Sumayya Vally carries obsession for Johannesburg. Her work around narrative, identity, and memory in the city have admitted her into a host of conceptual and investigatory projects, including a position as assistant curator and film producer for La Biennale di Venezia 2014 (South African Pavilion). Vally was selected as a finalist for the Civitella Ranieri Foundation architecture residency prize (2019) and was a finalist for the Rolex Mentorship and Protege award (201819). She currently teaches at the Graduate School of Architecture, as Unit Leader of Unit 12, which focuses on finding design expression for issues of identity and contested territory.

Amina Kaskar has a strong interest in themes of gender, migration, ethnography and systematic networks and processes. In 2017, Kaskar was awarded the Vlir-ous Scholarship to undertake a second master’s in human settlements at KU Leuven, Belgium. Her work includes investigating spaces for arrival infrastructure for migrant communities and refugees in the Brussels North Quarter. Her advanced graduate work also dealt with issues around socioecological landscape urbanism, specifically focused within the Gulf of Guayaquil, Ecuador. She is also a CETA associate lecturer in the Wits School of Architecture and recently ran the Advanced Design Studio Elective for the Honors program at Wits, entitled “Housing Ecologies.”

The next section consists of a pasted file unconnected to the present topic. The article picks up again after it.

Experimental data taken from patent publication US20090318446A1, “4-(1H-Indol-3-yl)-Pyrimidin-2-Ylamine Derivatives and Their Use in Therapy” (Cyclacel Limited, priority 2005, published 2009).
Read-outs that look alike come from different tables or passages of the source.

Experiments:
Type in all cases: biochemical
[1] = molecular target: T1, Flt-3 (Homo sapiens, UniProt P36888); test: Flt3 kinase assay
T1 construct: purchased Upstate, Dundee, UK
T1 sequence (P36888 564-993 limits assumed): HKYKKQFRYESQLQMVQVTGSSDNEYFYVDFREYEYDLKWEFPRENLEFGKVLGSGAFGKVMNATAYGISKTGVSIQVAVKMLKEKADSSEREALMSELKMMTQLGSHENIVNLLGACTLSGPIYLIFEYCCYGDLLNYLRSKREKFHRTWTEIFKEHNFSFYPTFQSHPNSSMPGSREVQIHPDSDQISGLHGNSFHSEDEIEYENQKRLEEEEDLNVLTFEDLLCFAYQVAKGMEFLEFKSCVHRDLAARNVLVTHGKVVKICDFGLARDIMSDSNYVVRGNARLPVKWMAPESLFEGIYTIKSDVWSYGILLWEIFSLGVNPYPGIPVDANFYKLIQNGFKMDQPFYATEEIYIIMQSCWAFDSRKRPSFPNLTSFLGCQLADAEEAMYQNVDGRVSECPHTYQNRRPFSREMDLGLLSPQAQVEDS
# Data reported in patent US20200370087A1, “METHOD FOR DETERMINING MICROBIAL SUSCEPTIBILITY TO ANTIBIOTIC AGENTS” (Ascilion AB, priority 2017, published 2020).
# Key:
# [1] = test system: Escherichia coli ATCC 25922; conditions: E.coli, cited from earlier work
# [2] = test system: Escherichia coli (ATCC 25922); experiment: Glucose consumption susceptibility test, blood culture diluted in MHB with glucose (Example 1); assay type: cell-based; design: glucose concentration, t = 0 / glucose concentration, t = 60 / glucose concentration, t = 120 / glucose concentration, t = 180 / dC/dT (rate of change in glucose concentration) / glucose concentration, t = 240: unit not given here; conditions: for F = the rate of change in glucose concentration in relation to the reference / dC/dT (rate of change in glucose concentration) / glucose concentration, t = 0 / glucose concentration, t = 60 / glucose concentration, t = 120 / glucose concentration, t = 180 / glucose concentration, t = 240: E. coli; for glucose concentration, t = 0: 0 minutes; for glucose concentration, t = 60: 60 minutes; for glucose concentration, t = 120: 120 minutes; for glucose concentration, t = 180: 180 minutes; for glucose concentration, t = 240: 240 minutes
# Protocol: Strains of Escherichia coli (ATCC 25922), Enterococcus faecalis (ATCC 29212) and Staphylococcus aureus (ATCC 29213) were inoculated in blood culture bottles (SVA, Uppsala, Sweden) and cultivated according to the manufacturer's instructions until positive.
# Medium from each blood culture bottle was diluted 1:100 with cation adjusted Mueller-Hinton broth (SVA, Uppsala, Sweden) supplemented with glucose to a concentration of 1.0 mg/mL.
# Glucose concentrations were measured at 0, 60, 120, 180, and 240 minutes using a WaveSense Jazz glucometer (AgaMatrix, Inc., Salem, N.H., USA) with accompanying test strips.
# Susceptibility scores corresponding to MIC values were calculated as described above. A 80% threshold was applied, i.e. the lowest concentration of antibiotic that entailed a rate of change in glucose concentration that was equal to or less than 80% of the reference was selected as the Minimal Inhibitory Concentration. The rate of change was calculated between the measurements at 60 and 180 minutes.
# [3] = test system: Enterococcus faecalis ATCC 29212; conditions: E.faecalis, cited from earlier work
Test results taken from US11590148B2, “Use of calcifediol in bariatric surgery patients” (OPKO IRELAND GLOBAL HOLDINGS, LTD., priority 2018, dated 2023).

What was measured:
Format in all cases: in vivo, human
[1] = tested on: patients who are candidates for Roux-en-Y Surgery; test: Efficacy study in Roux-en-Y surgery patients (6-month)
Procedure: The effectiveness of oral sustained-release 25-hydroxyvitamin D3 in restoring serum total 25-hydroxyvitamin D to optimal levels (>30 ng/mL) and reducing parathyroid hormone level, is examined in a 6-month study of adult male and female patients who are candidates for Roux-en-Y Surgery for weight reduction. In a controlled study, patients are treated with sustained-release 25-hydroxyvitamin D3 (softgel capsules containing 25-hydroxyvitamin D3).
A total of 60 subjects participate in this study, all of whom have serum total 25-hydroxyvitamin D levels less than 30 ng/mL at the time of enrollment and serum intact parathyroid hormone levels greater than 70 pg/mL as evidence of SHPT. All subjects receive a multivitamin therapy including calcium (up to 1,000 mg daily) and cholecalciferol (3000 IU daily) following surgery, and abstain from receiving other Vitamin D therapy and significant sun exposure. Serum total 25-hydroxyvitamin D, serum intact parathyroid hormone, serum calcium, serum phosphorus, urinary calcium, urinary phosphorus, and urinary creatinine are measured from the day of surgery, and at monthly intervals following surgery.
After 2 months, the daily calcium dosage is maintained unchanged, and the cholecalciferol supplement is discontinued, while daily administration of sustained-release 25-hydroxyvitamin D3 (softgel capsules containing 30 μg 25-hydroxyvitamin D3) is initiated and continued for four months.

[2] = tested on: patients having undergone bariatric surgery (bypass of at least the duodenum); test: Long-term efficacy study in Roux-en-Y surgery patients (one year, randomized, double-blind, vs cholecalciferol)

Sarah de Villiers is interested in spatio-economic practices, as well as elements which involve “otherness”—particularly practices which embed themselves as unexpected systems, defying logics of surrounding scale, time, accessibilities, identity or broader policy environments. She has taught for three years at the Graduate School of Architecture, University of Johannesburg within Unit 14: Rogue Economies, concerned with emergent post-apartheid urban economies in Johannesburg, and currently leads Unit 18, Hyperreal Prototypes together with Dr. Huda Tayob which circumscribes notions of origins, the post-fake era, and authenticity in architectural production.

Hans Ulrich Obrist is artistic director of the Serpentine Galleries, where codirected since 2005. He was voted the number one most influential person in the art world by ArtReview in their annual Power 100 in 2016, and he has appeared in the top ten for more than a decade, unwaveringly considered one of the world's foremost curators. In 2009 he was made Honorary Fellow of Royal Institute of British Architects (RIBA), and in 2015 he received the International Folkwang Prize for his commitment to the arts. Obrist lectures internationally and is widely publish.

Bettina Korek is the chief executive of the Serpentine Galleries in London, which champions the possibilities of new ideas in contemporary art by presenting interdisciplinary and collaborative work across art, architecture, design, fashion and digital. She has two decades of experience as an arts leader in her hometown of Los Angeles, where she most recently was the executive director of Frieze Los Angeles.

The mission of the Serpentine Galleries is to exhibit, commission, and promote understanding of art, architecture, and design, through exhibitions, architecture, design, education, and public programs. Since 1970, the Serpentine has gained an international reputation for excellence, working with almost 3,000 artists, architects, and designers. The Galleries maintain free access, attracting up to 1.2 million visitors a year.